by Dan Cohen
The Vienna Museum has just put online 47,000 objects and 75,000 images, with the vast majority of them available to freely download and reuse. Kudos to Evi Scheller, Head of the Online Collection at the museum, and her team, for this release.
(Wilhelm Bernatzik, Die Flamme, 1902, Foto: Birgit und Peter Kainz, Wien Museum, CC BY 3.0 AT.)
The collection is filled with great art and artifacts, but as a Victorianist and a historian of science, I was especially attracted to over 1,500 rare photographs of the 1873 World's Fair. So many new technologies in the process of rapidly changing the world, for better and for worse.
(Weltausstellung 1873: Maschinenhalle, Deutsches Reich (Nr. 819), Foto: Joseph Lowy, Wien Museum, CCO.)
If you stare at this beautiful cabinet of telegraph tech long enough, or maybe squint a little, you can see a through line to later signal panels, in early computing, Star Trek, and perhaps even the iPhone:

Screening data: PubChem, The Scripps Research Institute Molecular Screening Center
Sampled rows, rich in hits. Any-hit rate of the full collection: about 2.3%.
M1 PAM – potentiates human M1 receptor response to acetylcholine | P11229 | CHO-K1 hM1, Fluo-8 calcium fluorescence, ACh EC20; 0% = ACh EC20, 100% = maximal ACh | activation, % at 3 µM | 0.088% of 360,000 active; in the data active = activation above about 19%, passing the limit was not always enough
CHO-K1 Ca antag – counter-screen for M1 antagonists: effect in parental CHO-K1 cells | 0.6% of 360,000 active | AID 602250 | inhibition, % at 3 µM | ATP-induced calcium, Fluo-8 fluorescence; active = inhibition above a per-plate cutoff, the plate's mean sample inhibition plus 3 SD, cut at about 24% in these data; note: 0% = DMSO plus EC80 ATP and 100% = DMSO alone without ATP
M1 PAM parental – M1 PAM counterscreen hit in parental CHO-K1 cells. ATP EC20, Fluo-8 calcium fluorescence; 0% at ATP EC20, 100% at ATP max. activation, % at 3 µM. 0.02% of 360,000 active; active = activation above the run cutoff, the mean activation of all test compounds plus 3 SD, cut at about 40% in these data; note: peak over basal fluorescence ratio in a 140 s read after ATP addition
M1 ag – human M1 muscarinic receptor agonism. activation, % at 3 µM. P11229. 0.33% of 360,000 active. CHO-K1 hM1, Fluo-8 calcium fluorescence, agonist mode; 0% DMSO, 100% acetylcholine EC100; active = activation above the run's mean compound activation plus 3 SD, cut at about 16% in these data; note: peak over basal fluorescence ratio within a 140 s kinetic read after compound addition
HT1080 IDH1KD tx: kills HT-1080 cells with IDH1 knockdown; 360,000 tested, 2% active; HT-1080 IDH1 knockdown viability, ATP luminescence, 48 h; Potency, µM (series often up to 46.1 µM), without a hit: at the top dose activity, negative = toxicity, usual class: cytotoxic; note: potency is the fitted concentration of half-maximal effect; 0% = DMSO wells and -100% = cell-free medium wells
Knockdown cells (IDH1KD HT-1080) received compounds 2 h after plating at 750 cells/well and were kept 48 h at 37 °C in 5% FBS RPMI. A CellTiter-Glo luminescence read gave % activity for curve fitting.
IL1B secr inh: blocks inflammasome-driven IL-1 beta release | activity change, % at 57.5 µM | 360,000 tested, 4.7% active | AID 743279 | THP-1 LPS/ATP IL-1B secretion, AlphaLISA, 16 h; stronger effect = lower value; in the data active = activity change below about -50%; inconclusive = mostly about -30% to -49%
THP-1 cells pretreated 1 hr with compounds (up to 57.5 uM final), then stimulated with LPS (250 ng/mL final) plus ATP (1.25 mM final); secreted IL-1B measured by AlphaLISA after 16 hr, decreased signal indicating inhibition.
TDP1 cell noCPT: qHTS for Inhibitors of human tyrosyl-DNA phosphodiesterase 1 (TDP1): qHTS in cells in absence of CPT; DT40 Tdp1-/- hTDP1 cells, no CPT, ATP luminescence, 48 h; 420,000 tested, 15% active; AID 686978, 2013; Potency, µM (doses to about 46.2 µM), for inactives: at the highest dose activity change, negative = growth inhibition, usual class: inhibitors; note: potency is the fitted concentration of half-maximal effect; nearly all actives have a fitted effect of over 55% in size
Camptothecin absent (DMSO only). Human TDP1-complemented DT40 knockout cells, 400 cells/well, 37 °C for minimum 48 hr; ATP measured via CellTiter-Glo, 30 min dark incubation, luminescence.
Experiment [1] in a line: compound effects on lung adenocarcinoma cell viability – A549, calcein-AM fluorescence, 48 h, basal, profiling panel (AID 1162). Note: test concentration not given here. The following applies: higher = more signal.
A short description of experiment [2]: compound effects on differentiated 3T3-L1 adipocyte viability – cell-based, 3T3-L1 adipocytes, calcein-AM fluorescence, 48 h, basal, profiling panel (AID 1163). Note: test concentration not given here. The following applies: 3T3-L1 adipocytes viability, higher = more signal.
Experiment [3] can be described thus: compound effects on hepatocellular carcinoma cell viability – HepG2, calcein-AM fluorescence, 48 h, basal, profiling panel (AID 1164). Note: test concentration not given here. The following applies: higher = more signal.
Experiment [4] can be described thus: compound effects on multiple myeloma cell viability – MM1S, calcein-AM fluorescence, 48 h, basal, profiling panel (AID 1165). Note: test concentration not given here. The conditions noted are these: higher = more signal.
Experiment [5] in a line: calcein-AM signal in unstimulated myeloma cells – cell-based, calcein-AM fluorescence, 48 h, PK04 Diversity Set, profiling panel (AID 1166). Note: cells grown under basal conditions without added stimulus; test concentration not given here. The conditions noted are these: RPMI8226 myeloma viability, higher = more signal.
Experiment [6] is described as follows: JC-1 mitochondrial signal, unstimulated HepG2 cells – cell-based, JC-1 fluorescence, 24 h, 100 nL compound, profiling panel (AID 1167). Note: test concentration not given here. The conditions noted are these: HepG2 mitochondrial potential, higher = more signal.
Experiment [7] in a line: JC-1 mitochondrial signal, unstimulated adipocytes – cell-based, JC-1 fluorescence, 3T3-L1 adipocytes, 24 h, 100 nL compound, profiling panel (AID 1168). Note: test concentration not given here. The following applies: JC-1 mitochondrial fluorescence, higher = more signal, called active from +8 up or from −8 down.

(Weltausstellung 1873: Telegraphen-Apparate von C. A. Mayrhofer, Wien (Nr. 219), photographed by Michael Frankenstein (yes, that's his name), Wien Museum, CC0.)
Related: The Living with Machines project is transcribing uses of the relatively new (and still somewhat ambiguous) word "machine" in nineteenth-century newspapers. The goal is to understand how "the mechanisation of work in 19th century Britain changed ordinary lives." This was the newspaper ad given to me for my initial transcription test:
If only you could so easily escape disappointment with your machines.
Decades to come, when we look back at the horrible, stressful year of 2020, what will we see? Or to be more precise, what documentary evidence will we have of this year from which to write its histories? In a year-end post over on my blog, I argue that this year is the first major historical event in which the primary evidence will be big data—not just enormous numbers of digital files, but metadata and medical data and tracking data and data we have not yet uncovered or that may remain dark.